You will need:

-thin-to-medium weight paper such a printed wrapping paper cut into 4 or 5 10cm squares
-thin ribbon or thick yarn
-a large-eyed needle
-wooden beads/bells/buttons depending on your taste in colours and size etc.. 

Fold your paper squares into flapping origami cranes. Follow these instructions if you don't know how. Cut a metre of ribbon. Next thread ribbon onto the needle, tie a knot in the end then begin the pattern of small bead / knot / large bead / knot / small bead / knot / crane / knot /** repeat until you have used up all your cranes. Make a loop knot at the top for easy hanging and trim off any excess ribbon. Pin against a door frame, wardrobe or loosely arrange on a Christmas tree... 

a merry week ahead

Today we light the third candle of advent, symbolising the joy we have in Him. A deep resounding place of comfort, not because our lives are perfect or full of materials or that the world is peaceful - but because we have a gift of grace; to be known utterly, and loved entirely. 

Tomorrow I am beginning a week-long blog series on merry-making (as I did last year) - projects to gift, savour, smell, see and use... because there really is something so very soothing and mediative about making from hand things that speak of the sweet celebration of the season.

We give not because we have to, no not just because we are expected to, but because we love to bring joy too.

If you feel like joining in by sharing your festive makings please leave a comment with a link to your blog.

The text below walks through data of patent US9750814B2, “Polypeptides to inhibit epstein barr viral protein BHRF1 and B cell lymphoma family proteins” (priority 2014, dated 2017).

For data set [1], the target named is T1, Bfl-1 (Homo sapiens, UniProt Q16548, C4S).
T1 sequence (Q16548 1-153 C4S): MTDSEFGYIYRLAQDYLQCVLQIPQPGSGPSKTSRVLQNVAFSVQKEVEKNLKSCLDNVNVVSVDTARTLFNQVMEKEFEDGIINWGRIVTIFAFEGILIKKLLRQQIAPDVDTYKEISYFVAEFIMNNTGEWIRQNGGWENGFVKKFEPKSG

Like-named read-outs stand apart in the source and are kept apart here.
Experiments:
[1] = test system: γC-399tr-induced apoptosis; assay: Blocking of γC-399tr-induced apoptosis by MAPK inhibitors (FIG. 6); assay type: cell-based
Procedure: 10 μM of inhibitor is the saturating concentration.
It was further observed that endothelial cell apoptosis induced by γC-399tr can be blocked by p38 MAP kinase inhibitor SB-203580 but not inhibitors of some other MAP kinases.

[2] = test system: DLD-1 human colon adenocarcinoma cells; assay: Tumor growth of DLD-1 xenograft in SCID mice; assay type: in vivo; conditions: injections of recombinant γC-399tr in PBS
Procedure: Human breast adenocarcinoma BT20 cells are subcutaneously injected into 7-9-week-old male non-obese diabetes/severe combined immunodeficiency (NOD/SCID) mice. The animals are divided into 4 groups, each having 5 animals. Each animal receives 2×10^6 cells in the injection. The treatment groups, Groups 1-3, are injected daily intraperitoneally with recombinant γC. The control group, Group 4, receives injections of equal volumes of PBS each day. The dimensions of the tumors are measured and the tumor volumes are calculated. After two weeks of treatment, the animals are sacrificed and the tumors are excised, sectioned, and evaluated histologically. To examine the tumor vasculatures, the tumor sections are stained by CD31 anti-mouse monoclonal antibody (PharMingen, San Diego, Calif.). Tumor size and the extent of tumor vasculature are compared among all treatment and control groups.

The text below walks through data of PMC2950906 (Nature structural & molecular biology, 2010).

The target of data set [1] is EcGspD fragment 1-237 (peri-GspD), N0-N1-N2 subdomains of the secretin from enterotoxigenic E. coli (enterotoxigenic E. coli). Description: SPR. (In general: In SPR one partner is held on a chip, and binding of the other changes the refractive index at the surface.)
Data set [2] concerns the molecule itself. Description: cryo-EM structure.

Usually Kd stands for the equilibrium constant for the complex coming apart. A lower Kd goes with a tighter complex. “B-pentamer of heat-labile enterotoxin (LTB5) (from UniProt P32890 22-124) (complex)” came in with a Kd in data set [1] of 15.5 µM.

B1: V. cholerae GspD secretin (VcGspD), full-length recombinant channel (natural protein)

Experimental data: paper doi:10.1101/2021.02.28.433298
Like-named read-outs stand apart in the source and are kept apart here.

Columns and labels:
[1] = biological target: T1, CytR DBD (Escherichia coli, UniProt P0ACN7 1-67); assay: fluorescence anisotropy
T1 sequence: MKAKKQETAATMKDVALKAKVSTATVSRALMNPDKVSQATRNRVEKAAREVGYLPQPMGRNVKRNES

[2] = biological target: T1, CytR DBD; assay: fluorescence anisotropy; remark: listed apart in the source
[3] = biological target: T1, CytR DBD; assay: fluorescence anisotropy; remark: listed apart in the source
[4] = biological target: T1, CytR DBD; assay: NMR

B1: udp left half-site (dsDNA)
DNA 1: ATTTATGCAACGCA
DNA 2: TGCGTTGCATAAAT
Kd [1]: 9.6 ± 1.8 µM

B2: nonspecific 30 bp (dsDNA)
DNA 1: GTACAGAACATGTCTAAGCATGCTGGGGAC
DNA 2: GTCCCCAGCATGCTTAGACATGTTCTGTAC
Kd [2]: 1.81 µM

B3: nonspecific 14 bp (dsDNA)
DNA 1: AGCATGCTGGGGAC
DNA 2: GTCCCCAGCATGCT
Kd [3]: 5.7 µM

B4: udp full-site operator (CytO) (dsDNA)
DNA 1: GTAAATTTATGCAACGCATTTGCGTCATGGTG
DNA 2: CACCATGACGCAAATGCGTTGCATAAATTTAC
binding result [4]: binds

birthday makings

I think I first came across the idea of handmade birthday crowns via Soulemama some time ago - and decided to make one for Reuben as a birthday tradition for as many years as he's willing to put it on! I didn't follow a pattern, just drew and cut a crown shape in three layers; cotton for front and lining and felt for a bit of structural reinforcement in the middle.  I went with nani iro's lovely spotty jersey cotton for the outside and an old grey and white pinstripe cotton for lining - because greeny grey hues look so good with little one's grey eyes and copper hair!  For embellishments I attached bias tape around the bottom with extra length on either side for a tie, different green buttons to the four points and embroidered a simple "R" on the front - I kept it fairly simple because the nani fabric is already busy - and also because I'd like to embroider a different little motif on the crown each year... He seemed fairly nonplussed about wearing it - and it was a wee bit too big - though terribly sweet all the same 

The second thing I made for Reu's birthday - and his main present from us - is a soft busy book which we call a "bits and bobs" book because, well, it is full of different bits and bobs! Again, I improvised without a pattern so it is quite "rustic" so to speak! I am very happy with how its turned out though... the brightness of the felt on every page, the different scraps of printed cotton (including two little playful girls from family pyjamas more than 20 years old) and a myriad of interesting textures and actives like squishy tools filled with plastic bags, bells on an elastic cord, zip, felt shapes to match with embroidered outlines, a pocket from Alex's cowboy shirt, and the top of a pair of Reu's overalls that no longer fit! It was a very enjoyable gift to dream up and thread together... but by far the best part is seeing Reu's curious face as he thumbs over the pages and pulls and tugs at different bits!